Users are your most significant security vulnerability, so it’s vital to implement a full suite of cybersecurity controls such as multi-factor authentication (MFA), single sign-on (SSO), and zero-trust architecture. According to the 2024 Verizon Data Breach Investigations Report, 68%Opens a new window of breaches involve a human being at some point. This is why it’s no surprise that a recent IBM report found that employee training is one of the top mitigating factors in the overall cost of a data breach. Microsoft reports that when 60%Opens a new window of employees say they don’t have the right skills, cybersecurity training (as well as training for digital transformation more broadly) will help them advance their careers and prepare for the workplace of tomorrow.

Some sectors are more susceptible to data breaches than others. For example, IBM foundOpens a new window that the average cost of a data breach is much higher in healthcare than in any other industry. This is why some healthcare providers are working to reduce potential attack vectors while unifying the user experience. One way to do this is by enabling MFA and SSO through a single benefit administrator—an approach that improves security and the user experience for employees.

Companies are responsible for collecting and managing extremely sensitive data on employees’ finances, health, taxes, work histories, etc. While HR teams must gather this data, it’s also crucial to ensure that the data is as private and secure as possible. Data literacy and cybersecurity should be central aspects of digital transformation.

See More: 6 Things Your Employee Cyber Security Policy Needs

Managing the Digital Transformation

A recent Gartner survey found that 82% of HR leaders say managers aren’t “equipped to lead change,” while 77% say their employees are “fatigued from all the change.” Perhaps this is why Deloitte has found that 70% of digital transformation efforts fail.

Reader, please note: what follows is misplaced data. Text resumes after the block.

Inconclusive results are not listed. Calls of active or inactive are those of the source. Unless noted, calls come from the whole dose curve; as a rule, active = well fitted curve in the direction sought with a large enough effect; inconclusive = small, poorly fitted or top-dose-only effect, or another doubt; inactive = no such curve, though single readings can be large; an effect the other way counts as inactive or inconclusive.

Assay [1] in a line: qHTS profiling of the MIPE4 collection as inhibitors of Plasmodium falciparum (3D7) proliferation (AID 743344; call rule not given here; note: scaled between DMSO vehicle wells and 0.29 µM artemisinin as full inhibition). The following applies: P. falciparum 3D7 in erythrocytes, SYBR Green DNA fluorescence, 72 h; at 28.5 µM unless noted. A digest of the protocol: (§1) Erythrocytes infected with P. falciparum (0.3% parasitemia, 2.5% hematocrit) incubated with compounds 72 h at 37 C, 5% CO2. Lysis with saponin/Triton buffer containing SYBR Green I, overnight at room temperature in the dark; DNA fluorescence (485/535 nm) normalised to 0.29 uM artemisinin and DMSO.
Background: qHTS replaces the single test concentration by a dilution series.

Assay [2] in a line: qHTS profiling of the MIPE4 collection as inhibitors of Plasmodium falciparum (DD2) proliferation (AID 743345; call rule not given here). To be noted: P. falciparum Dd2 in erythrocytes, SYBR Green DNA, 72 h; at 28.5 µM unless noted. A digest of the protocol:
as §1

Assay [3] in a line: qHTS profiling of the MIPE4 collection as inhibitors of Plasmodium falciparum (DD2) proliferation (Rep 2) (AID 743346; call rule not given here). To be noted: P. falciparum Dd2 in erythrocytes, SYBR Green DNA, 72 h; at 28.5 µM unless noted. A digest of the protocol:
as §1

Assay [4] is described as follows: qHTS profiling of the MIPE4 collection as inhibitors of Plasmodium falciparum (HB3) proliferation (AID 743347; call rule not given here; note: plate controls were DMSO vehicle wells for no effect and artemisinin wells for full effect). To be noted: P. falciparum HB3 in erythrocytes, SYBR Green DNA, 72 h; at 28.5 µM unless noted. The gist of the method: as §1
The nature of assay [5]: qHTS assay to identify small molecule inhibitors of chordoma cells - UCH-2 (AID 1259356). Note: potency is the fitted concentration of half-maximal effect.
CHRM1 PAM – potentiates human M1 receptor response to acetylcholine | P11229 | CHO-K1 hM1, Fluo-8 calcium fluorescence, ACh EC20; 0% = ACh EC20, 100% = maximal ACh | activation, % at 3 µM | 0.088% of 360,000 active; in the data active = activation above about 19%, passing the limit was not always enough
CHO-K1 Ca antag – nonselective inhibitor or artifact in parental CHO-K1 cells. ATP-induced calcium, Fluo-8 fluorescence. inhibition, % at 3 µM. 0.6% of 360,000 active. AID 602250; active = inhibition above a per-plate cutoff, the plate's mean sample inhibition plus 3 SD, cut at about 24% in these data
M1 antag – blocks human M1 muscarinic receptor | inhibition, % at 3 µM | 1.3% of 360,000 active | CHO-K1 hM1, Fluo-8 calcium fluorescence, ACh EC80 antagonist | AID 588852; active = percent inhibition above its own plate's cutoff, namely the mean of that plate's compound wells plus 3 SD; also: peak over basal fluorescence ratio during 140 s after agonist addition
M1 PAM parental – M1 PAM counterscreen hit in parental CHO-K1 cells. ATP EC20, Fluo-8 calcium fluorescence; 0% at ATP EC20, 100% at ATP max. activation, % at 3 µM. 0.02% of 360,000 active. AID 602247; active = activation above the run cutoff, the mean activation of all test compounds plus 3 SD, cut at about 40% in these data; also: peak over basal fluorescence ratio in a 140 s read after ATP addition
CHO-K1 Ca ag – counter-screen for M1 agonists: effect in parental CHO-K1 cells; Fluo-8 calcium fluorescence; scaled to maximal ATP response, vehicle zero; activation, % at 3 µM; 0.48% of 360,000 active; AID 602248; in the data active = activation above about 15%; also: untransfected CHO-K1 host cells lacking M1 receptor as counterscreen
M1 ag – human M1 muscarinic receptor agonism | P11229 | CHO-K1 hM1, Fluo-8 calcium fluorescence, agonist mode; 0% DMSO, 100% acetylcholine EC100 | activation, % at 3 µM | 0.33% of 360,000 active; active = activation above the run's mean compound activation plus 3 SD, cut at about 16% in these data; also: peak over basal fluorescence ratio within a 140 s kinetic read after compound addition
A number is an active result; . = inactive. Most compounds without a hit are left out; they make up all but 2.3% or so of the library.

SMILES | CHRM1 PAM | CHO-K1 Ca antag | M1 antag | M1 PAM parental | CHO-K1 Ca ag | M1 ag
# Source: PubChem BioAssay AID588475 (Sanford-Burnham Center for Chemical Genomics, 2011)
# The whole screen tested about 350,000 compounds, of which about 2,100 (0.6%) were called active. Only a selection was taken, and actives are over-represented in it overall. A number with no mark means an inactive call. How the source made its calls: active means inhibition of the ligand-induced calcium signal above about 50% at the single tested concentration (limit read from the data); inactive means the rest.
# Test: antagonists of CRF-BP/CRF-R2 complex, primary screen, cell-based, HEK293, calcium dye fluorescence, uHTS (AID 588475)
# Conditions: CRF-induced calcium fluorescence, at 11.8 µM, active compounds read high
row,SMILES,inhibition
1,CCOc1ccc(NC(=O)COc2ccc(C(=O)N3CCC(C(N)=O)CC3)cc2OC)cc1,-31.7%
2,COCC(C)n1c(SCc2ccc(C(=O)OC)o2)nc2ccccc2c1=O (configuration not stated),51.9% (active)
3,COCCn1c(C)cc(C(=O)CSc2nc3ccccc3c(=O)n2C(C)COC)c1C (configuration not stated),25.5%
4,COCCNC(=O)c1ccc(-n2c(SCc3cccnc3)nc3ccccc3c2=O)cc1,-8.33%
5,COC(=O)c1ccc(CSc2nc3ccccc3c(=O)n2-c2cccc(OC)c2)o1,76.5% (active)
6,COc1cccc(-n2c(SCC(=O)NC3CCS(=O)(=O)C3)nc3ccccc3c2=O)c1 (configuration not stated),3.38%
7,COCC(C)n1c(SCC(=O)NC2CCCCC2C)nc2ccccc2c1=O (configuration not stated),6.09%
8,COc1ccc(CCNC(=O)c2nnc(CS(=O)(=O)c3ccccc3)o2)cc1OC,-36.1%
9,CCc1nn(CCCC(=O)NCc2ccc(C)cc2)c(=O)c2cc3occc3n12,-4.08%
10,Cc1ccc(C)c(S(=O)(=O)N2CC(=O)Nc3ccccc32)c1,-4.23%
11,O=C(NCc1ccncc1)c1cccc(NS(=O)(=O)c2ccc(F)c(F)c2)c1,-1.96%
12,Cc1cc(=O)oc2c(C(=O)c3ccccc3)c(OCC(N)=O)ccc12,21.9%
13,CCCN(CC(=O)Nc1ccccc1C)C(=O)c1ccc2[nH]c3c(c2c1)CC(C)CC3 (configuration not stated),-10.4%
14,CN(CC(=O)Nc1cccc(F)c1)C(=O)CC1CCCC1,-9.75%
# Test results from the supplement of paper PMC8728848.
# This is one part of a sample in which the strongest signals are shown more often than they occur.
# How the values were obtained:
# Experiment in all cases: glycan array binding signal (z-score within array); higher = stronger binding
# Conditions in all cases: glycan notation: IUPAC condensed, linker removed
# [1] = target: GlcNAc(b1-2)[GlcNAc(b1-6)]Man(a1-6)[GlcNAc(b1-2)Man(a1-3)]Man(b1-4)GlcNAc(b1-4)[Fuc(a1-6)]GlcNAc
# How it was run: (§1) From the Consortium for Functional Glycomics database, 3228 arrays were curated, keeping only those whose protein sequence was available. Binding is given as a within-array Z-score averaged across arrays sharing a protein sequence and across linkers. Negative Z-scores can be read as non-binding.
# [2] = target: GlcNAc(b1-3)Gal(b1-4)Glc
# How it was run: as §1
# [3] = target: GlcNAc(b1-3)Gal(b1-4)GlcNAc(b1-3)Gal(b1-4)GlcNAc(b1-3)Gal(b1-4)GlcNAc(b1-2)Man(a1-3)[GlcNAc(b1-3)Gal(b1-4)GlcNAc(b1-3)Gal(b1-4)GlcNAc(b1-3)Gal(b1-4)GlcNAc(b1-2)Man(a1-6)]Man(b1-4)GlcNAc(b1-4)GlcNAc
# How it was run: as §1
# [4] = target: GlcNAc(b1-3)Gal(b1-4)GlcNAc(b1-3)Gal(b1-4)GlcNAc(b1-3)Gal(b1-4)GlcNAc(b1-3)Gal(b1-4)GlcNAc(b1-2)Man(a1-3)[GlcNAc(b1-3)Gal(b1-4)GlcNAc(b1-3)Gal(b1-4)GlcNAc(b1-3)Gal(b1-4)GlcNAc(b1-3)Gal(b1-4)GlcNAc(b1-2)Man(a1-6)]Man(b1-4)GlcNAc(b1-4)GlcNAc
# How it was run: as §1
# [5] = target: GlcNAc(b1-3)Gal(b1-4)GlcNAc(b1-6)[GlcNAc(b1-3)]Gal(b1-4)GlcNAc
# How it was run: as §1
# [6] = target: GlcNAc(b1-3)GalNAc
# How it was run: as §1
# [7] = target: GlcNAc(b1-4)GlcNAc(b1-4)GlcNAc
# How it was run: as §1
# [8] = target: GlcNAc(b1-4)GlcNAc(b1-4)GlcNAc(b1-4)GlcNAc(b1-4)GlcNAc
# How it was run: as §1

As HR leaders improve their tech stacks, several critical priorities need to be focused on: user-friendliness, scalability, and adaptability. Beyond implementing centralized digital platforms, the best way to improve user accessibility is consistent training throughout the year. Companies can ensure broader adoption by providing access to self-service training via online webinars and other learn-as-you-go resources. Employees also need to be educated on how these solutions support them individually, which will increase buy-in across the organization.

A successful HR tech stack also has to be scalable. HR leaders should assess their current technology infrastructure to pinpoint bottlenecks or other obstacles hindering scalability. This assessment should consider system integration capabilities, data storage capacity, and performance under increased workload. It’s also important to align HR technology investments with the company’s goals, culture, and operational needs. A rapidly growing startup may prioritize agile and cost-effective solutions. Still, multinational corporations may require more robust global HR management capabilities and the ability to integrate with legacy systems.

Finally, HR teams should establish a culture of innovation and continuous improvement. This means soliciting and analyzing end-user feedback, staying updated on industry trends and emerging technologies (such as AI), and regularly evaluating the effectiveness of existing HR tech solutions. By embracing digital transformation and giving employees the resources to manage change effectively, HR leaders can build a tech stack that increases efficiency, engagement, and productivity.


  • Your HR Technology Stack May Be In Need of an Overhaul
  • Three Strategies For Evaluating Your Workforce Tech Stack
  • Digging Out of the HR Tech Avalanche
  • How Small Businesses Can Tackle HR Tech Evaluation
How HR Teams Can Build a High-performance Tech Stack - Spiceworks (2024)